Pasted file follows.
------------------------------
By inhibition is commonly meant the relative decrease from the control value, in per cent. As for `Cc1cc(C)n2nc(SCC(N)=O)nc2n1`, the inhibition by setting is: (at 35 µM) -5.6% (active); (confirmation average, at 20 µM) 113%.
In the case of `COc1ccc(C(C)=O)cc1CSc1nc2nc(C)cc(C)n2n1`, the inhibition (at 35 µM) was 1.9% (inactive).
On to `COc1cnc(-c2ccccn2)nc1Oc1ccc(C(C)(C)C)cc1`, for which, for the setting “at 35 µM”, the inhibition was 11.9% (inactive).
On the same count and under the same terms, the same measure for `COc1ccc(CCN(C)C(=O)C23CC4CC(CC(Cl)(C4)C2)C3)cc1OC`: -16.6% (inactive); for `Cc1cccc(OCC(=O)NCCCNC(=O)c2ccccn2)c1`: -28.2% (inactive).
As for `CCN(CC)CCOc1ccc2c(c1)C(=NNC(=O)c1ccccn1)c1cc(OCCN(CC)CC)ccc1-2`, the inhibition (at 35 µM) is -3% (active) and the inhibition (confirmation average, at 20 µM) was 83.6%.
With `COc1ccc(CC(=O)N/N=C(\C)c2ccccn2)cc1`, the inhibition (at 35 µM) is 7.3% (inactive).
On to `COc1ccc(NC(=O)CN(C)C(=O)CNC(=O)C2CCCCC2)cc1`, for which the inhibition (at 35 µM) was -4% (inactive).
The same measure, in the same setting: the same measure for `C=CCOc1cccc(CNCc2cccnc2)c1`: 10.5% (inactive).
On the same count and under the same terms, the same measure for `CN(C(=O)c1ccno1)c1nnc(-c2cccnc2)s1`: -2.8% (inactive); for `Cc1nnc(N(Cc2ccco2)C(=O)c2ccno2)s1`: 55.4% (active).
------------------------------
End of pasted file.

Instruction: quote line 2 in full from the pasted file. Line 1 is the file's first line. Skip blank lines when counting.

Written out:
In the case of `COc1ccc(C(C)=O)cc1CSc1nc2nc(C)cc(C)n2n1`, the inhibition (at 35 µM) was 1.9% (inactive).